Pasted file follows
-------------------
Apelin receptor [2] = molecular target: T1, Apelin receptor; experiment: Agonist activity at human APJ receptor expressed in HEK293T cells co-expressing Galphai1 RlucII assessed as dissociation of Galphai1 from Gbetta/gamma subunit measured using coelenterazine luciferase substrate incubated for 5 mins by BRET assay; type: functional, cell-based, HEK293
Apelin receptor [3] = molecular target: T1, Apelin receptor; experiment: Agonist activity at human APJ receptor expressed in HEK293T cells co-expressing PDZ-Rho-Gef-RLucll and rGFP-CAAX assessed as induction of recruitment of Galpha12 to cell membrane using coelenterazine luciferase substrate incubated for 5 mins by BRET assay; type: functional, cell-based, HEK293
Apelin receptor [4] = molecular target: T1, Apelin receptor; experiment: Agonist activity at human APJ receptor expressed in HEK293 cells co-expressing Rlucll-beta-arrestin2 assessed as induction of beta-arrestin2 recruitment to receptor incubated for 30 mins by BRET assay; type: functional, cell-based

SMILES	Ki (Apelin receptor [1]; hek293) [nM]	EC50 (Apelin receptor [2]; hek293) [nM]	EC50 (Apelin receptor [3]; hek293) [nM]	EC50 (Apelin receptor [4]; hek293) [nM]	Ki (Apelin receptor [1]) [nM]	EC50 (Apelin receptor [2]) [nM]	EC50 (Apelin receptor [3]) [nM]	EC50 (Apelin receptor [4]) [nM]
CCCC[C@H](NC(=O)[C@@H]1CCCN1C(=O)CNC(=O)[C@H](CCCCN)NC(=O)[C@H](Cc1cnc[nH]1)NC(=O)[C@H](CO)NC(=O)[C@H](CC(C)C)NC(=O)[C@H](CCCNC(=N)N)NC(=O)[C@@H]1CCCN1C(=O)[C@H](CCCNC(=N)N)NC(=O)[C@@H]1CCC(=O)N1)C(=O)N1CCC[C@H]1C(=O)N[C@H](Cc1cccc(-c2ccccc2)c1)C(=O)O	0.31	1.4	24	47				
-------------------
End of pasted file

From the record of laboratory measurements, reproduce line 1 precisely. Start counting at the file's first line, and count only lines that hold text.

Apelin receptor [2] = molecular target: T1, Apelin receptor; experiment: Agonist activity at human APJ receptor expressed in HEK293T cells co-expressing Galphai1 RlucII assessed as dissociation of Galphai1 from Gbetta/gamma subunit measured using coelenterazine luciferase substrate incubated for 5 mins by BRET assay; type: functional, cell-based, HEK293